AALDEF sent complaint letters to the Department of Justice [^14] and election officials in each of the jurisdictions we monitored. [^15] These letters reviewed the most significant problems in detail and offered concrete recommendations for improvements. These letters were sent to elections officials in the following jurisdictions:
CA: San Diego
GA: DeKalb County, Gwinnett County
LA: New Orleans
MA: Boston, Lowell, Malden, Quincy
MD: Montgomery County
MI: Troy, Ann Arbor, Canton, Dearborn, Gaines, Novi, Detroit, Hamtramck
NJ: Hudson County, Bergen County
NV: Clark County
NY: New York City
PA: City of Philadelphia, Delaware County
TX: Harris County, Fort Bend County
VA: Arlington, Fairfax, Chesterfield, Henrico, Virginia Beach
We have attached these letters for the Commission’s review and respectfully refer the Commission to these letters for a detailed accounting of our observations of voting barriers encountered by Asian American citizens from this past presidential election.
Several steps must be taken to address the barriers faced by Asian American voters. AALDEF makes the following recommendations.
— Congress must update the coverage formula of the Voting Rights Act in light of Shelby County v. Holder, so that Section 5 preclearance can be implemented as soon as possible.
— Congress should consider legislation to allow for universal voter registration, which will alleviate many of the registration problems that Asian American voters encountered.
— Congress should amend HAVA to clarify that voting by provisional ballot should also be used to correct errors and omissions in voters’ registrations.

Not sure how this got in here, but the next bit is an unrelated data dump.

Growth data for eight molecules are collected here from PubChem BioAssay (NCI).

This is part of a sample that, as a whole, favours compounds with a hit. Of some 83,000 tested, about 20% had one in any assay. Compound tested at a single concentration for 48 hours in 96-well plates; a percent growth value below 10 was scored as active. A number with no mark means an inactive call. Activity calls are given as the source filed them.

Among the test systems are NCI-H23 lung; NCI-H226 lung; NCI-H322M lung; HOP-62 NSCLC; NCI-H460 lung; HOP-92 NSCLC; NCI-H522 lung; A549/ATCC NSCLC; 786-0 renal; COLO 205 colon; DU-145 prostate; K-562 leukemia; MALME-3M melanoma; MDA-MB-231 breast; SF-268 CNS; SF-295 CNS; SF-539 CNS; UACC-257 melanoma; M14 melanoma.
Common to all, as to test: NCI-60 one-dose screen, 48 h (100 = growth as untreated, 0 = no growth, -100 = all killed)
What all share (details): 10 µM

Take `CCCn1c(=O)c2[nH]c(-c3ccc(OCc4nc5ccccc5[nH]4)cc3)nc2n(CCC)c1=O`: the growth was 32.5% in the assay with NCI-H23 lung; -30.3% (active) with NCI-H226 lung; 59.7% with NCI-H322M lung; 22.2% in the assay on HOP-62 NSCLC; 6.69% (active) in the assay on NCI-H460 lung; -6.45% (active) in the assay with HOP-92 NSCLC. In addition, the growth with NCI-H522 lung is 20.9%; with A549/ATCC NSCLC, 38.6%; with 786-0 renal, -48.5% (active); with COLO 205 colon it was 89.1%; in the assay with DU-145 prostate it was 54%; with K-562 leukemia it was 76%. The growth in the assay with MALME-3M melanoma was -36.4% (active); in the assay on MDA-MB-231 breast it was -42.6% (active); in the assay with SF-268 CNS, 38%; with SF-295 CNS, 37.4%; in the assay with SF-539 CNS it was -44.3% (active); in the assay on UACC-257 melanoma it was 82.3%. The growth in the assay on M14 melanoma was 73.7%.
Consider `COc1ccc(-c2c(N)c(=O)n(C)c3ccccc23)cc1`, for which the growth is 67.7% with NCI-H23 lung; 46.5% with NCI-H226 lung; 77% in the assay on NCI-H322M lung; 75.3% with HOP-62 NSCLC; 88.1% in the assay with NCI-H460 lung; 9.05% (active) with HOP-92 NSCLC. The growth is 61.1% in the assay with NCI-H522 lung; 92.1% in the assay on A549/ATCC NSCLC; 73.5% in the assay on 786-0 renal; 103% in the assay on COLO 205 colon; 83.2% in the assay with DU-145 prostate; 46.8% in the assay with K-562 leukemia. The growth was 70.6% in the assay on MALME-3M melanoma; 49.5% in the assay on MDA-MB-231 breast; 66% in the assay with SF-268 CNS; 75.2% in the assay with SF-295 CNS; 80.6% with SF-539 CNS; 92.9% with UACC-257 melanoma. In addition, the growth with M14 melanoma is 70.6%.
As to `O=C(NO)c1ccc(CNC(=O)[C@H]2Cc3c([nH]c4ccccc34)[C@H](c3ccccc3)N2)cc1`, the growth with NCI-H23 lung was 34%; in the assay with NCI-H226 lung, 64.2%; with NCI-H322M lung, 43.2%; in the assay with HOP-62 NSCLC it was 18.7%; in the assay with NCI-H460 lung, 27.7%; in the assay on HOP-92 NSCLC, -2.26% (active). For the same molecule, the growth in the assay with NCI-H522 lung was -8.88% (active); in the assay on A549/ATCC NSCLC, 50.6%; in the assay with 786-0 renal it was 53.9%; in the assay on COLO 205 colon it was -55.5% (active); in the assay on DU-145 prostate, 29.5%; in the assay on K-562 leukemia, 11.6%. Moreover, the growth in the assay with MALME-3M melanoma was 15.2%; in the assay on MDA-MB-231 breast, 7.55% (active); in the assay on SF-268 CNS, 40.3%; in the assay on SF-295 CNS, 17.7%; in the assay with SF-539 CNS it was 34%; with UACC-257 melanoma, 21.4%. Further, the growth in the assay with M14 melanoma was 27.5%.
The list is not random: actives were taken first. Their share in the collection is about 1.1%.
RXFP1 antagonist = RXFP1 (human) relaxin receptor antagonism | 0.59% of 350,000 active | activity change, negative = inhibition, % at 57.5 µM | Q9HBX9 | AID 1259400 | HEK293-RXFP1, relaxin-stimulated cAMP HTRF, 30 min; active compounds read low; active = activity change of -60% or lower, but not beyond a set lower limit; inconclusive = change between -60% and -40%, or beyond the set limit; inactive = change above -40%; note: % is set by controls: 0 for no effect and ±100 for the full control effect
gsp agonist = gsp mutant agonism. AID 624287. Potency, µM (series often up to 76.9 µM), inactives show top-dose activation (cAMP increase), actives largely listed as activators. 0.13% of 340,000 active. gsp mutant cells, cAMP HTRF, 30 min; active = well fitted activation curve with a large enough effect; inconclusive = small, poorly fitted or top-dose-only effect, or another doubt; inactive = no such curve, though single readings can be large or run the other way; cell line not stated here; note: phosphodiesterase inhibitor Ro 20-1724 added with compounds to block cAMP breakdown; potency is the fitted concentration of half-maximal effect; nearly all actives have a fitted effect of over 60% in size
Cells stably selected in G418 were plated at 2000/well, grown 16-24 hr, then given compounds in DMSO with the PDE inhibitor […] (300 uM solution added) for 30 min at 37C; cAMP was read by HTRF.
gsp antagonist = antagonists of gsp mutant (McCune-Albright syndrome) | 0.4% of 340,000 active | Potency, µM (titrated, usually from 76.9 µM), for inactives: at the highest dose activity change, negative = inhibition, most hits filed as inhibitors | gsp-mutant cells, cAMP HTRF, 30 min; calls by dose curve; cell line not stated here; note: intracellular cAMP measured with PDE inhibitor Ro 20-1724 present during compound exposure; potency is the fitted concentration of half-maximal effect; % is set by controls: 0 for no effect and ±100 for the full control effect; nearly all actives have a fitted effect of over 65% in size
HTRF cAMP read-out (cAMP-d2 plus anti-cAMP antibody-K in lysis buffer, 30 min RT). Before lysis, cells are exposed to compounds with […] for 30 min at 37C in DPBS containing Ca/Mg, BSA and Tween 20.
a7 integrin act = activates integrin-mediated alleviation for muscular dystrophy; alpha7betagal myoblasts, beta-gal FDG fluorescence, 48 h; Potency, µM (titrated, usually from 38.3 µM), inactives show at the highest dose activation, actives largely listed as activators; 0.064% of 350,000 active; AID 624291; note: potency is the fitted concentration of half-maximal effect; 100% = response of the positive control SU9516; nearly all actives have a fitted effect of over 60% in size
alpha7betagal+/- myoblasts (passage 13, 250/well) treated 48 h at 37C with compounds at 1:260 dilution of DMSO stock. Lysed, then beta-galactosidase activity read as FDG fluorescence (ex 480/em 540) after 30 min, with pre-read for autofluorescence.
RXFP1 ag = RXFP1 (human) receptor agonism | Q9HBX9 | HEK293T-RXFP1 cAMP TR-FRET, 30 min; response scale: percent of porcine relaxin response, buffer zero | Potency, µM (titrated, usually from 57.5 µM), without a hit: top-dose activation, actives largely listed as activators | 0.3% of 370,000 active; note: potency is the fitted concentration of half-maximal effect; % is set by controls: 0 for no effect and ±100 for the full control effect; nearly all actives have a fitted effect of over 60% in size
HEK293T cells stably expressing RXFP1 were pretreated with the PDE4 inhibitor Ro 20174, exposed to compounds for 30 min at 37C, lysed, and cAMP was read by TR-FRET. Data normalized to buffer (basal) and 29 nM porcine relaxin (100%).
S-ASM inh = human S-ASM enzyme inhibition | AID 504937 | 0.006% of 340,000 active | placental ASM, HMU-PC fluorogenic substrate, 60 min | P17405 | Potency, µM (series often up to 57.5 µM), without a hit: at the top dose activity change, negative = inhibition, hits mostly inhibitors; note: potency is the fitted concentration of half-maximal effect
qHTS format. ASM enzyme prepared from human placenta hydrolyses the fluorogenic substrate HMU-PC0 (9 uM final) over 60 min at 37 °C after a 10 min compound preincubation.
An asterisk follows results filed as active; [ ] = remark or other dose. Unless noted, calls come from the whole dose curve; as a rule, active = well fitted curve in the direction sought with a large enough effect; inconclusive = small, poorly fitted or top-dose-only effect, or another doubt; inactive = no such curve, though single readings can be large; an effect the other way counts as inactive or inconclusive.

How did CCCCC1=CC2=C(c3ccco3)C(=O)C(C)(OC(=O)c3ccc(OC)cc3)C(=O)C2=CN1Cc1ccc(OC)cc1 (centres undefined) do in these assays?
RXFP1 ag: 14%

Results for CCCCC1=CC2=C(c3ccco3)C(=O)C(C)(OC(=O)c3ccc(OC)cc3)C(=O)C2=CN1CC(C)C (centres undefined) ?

— The U.S. Department of Justice should continue its vigorous enforcement of Section 203 of the Voting Rights Act for Asian language assistance and increase enforcement of Section 208 to ensure that voters can be assisted by persons of their choice.
— The U.S. Department of Justice should more forcefully investigate and enforce full compliance with HAVA, including the proper and nondiscriminatory application of identification requirements, the availability of provisional ballots, and the posting of Voter Bill of Rights signs at poll sites.
— Voluntary language assistance should be provided to limited English proficient voters to supplement federal requirements. There should be translated voter registration forms, voting instructions, and ballots, as well as interpreters and bilingual poll workers at poll sites.
— Poll workers should be reprimanded or removed from their posts if they are hostile or discriminate against Asian American voters, or deny language assistance to voters.
— Voters whose names cannot be found in lists of registered voters located at poll sites must be given provisional ballots. Local election officials should count the ballots of all these registered voters when their ballots are cast in their neighborhoods and local districts, even if they were at the wrong poll sites.
— Errors in the registrations of new voters must be corrected so that ballots are not disqualified. Voting by provisional ballot should be used as opportunities to correct such errors.
— Poll workers need better training in election procedures and voters’ rights, especially on…
- the requirements for language assistance and the proper use and posting of
translated voting materials and signs under Section 203, where applicable;
- voters’ rights to be assisted by persons of their choice, who may also accompany voters inside voting booths under Section 208;